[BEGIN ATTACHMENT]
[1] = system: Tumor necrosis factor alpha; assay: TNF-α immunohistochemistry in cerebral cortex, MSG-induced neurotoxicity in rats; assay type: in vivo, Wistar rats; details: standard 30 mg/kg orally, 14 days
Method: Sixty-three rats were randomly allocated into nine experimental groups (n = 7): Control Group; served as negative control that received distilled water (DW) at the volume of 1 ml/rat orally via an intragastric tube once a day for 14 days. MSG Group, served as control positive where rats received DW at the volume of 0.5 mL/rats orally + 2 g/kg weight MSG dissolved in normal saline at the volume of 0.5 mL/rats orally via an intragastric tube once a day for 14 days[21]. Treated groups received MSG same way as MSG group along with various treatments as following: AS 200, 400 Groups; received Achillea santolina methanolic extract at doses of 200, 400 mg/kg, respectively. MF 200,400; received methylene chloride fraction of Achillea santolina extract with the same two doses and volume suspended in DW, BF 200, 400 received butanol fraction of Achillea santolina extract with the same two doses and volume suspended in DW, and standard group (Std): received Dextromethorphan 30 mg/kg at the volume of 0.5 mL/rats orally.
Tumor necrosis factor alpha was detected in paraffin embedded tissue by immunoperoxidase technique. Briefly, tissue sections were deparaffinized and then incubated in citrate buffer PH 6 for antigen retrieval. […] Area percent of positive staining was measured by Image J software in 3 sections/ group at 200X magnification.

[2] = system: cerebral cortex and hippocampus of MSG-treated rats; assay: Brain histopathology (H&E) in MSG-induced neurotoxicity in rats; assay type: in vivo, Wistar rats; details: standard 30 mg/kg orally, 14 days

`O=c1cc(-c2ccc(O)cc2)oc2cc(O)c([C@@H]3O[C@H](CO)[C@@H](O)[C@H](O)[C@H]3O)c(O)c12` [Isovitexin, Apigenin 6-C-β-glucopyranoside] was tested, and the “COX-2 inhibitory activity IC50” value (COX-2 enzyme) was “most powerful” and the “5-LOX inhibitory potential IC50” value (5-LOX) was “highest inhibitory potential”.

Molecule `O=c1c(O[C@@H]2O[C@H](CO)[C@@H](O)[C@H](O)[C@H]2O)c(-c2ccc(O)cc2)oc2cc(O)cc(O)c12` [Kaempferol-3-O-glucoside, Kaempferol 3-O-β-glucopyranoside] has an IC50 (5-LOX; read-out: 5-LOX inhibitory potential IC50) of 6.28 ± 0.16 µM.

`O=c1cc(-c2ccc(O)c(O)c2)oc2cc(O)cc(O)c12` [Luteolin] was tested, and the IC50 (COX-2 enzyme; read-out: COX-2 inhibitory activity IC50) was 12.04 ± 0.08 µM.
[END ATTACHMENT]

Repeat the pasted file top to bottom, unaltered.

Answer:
[1] = system: Tumor necrosis factor alpha; assay: TNF-α immunohistochemistry in cerebral cortex, MSG-induced neurotoxicity in rats; assay type: in vivo, Wistar rats; details: standard 30 mg/kg orally, 14 days
Method: Sixty-three rats were randomly allocated into nine experimental groups (n = 7): Control Group; served as negative control that received distilled water (DW) at the volume of 1 ml/rat orally via an intragastric tube once a day for 14 days. MSG Group, served as control positive where rats received DW at the volume of 0.5 mL/rats orally + 2 g/kg weight MSG dissolved in normal saline at the volume of 0.5 mL/rats orally via an intragastric tube once a day for 14 days[21]. Treated groups received MSG same way as MSG group along with various treatments as following: AS 200, 400 Groups; received Achillea santolina methanolic extract at doses of 200, 400 mg/kg, respectively. MF 200,400; received methylene chloride fraction of Achillea santolina extract with the same two doses and volume suspended in DW, BF 200, 400 received butanol fraction of Achillea santolina extract with the same two doses and volume suspended in DW, and standard group (Std): received Dextromethorphan 30 mg/kg at the volume of 0.5 mL/rats orally.
Tumor necrosis factor alpha was detected in paraffin embedded tissue by immunoperoxidase technique. Briefly, tissue sections were deparaffinized and then incubated in citrate buffer PH 6 for antigen retrieval. […] Area percent of positive staining was measured by Image J software in 3 sections/ group at 200X magnification.

[2] = system: cerebral cortex and hippocampus of MSG-treated rats; assay: Brain histopathology (H&E) in MSG-induced neurotoxicity in rats; assay type: in vivo, Wistar rats; details: standard 30 mg/kg orally, 14 days

`O=c1cc(-c2ccc(O)cc2)oc2cc(O)c([C@@H]3O[C@H](CO)[C@@H](O)[C@H](O)[C@H]3O)c(O)c12` [Isovitexin, Apigenin 6-C-β-glucopyranoside] was tested, and the “COX-2 inhibitory activity IC50” value (COX-2 enzyme) was “most powerful” and the “5-LOX inhibitory potential IC50” value (5-LOX) was “highest inhibitory potential”.

Molecule `O=c1c(O[C@@H]2O[C@H](CO)[C@@H](O)[C@H](O)[C@H]2O)c(-c2ccc(O)cc2)oc2cc(O)cc(O)c12` [Kaempferol-3-O-glucoside, Kaempferol 3-O-β-glucopyranoside] has an IC50 (5-LOX; read-out: 5-LOX inhibitory potential IC50) of 6.28 ± 0.16 µM.

`O=c1cc(-c2ccc(O)c(O)c2)oc2cc(O)cc(O)c12` [Luteolin] was tested, and the IC50 (COX-2 enzyme; read-out: COX-2 inhibitory activity IC50) was 12.04 ± 0.08 µM.